Gau Gee is a classic local Hawaii treat. It’s similar to deep fried wontons but is even more delicious! Featuring a savory pork and shrimp filling.
Gau Gee is one of those only-in-Hawaii treats that locals love and people on the mainland have no idea about. You won’t find gau gee at touristy spots in Hawaii, you gotta go where the locals go ^_^
Gau Gee is similar to wonton (they use the same type of wrapper). But gau gee is folded into a simple rectangle or triangle (wontons are folded into more complex shapes) and deep fried!
The filling is extra flavorful and includes pork and shrimp. Some places pack in the filling real good. Some people add bonus items like shiitake mushrooms or Chinese parsley. Gau gee is like wonton, upgraded.
Gau Gee In Hawaii
Gau gee is on the menu of many local Chinese restaurants around town. It’s a beloved local pupu (appetizer or snack). So good with beer!
You’ll often encounter big trays of gau gee at potluck parties (either homemade or restaurant bought) and family dinners. Everyone loves gau gee.
If you’re in Hawaii, visit these local spots for an order of gau gee. It’ll be fun to compare your homemade version with the restaurant ones!
Below is the gau gee recipe we make at home. It’s a reliable recipe that uses half pork and half shrimp. Just mix the filling, fold the gau gee, and fry. Pretty easy and very rewarding. A definite crowd pleaser.
These are the ingredients you’ll need for gau gee:
- Ground pork
- Water chestnuts
- Green onions
- Soy sauce
- Oyster sauce
- Sesame oil
- White pepper
- Square wonton wrappers
This recipe has three main parts:
Make the filling.
Get a mixing bowl and combine all the ingredients (except for the wonton wrappers). Mix until everything is evenly combined.
I like to use a disposable glove and mix with my hand. Make sure to mix in one direction so that the filling “sticks” to each other nicely.
Form the gau gee.
Put about 2 teaspoons of filling onto a wonton wrapper. Lightly wet the edges and fold to form a rectangle. Repeat until you’ve used up all the wrappers and filling.
Note: some people prefer to form triangle shape, but we usually do rectangle (which seems to be more common). It’s just personal preference.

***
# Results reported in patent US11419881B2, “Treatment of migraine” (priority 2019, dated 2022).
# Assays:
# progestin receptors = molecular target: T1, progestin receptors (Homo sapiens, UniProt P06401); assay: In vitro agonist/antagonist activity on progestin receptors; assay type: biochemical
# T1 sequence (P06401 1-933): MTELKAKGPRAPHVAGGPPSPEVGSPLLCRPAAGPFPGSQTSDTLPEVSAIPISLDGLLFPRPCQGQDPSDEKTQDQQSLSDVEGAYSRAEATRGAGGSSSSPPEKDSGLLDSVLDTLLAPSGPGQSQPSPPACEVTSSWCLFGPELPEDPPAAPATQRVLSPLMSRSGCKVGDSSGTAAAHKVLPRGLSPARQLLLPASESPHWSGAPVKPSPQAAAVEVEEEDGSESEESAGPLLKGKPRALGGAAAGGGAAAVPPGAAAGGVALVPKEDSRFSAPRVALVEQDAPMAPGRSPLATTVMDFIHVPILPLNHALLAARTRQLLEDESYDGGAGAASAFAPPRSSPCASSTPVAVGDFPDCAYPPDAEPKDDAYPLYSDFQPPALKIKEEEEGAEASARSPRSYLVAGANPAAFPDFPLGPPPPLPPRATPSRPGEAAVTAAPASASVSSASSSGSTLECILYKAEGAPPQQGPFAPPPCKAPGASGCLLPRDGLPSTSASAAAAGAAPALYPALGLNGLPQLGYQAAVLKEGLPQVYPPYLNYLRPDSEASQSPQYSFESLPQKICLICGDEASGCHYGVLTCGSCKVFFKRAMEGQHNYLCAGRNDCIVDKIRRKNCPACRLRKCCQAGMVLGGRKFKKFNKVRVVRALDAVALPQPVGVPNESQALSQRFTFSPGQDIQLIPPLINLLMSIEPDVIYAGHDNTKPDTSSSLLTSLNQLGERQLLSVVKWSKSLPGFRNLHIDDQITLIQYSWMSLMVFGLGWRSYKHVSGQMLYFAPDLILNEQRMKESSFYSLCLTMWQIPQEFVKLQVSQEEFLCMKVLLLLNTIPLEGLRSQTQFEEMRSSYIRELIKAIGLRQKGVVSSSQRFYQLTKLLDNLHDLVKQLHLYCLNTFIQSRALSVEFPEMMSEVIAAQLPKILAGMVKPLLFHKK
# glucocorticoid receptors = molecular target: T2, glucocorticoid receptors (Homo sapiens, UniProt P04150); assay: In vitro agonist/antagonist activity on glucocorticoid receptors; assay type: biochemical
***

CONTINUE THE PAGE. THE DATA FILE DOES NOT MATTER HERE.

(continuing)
Fry the gau gee.
Once you have all your pieces folded, it’s time to fry! I like the oil at about 350F. It takes about 2 minutes to fry each side, 4 minutes in total.
Drain on a plate lined with a paper towel to help soak up excess oil.
Eat and enjoy!
Gau gee is best hot from the fryer. It’s still tasty at room temperature (which is how we usually enjoy it at potluck parties), but like a doughnut, getting one straight from the fryer is heavenly.
You can eat the gau gee plain or pair it with a dipping sauce. These are the most popular sauce options:
- Soy sauce mixed with hot mustard
- Duck sauce
- Sweet and sour sauce
If you like Gau Gee, make sure to try these other popular Hawaii recipes that are similar in taste:
- Pork Hash – The filling for pork hash is nearly identical to the gau gee filling. Only difference is that pork has filling includes an egg and gau gee does not. Pork hash is stuffed into a round dumpling wrapper (left open-faced) and steamed.
- Stuffed Tofu – Cubes of tofu are stuffed with a savory ground pork filling and steamed. Simple and elegant, the pork filling is seasoned with oyster sauce, soy sauce, seasme oil, and offers a similar flavor profile to gau gee.
Tips and Questions
They’re best eaten hot and fresh from the fryer! Store leftovers in an airtight container in the refrigerator. Leftovers will keep 3-4 days.
Reheat in the toaster oven. I heat it for about 5 minutes at 350F.
When you seal the wrappers, try to push out any air pockets/air bubbles. Otherwise the air pocket will puff up when frying and form a big gap between the filling and wrapper. (A small gap is natural, you just want to avoid a giant gap if possible.)
Some people like to dice the shrimp really small, almost minced. We like to do a slightly bigger dice, so that we can really taste the shrimp, so sweet! I like to cut each shrimp into 4-5 pieces.
Gau gee is traditionally fried, but you can also treat it like a wonton or dumpling. Just boil and eat. Real good in a noodle soup.
I love having leftover gau gee filling. Sometimes I even make extra filling or buy fewer wonton wrappers so that I’ll have leftover filling!
Use the extra filling to form little patties, about 2-inches in diameter. Panfry both sides until golden brown. Crisp outside, super juicy inside. Eat with rice!
Gau Gee Recipe
See below and enjoy ^_^
- 1/2 pound ground pork
- 1/2 pound shrimp, peeled and diced
- ½ of an 8 ounce can (about 8 pieces) water chestnuts, diced
- 2 stalks green onions, chopped
- 3 cloves garlic, minced
- 1 tablespoon cornstarch
- 2 tablespoons soy sauce
- 2 tablespoons oyster sauce
- 1 tablespoon sesame oil
- 1 teaspoon white pepper
- 32 square wonton wrappers
- Make the filling: mix together all the ingredients (except for the wonton wrappers).
- Lay a wonton wrapper on a flat plate. Place about 2 teaspoons of filling in the center.
- Lightly moisten all four edges and fold the wrapper in half, forming a rectangular pouch. Seal the edges, and make sure to press out any air pockets. Repeat until you've used up all the wonton wrappers and filling.
- Deep fry till golden brown. It should take about 2 minutes to fry each side with the oil at 350F. Serve hot!
- Eat plain or pair with a dipping sauce. Popular dipping sauce includes soy sauce mixed with hot mustard, duck sauce, or sweet and sour sauce. Enjoy ^_^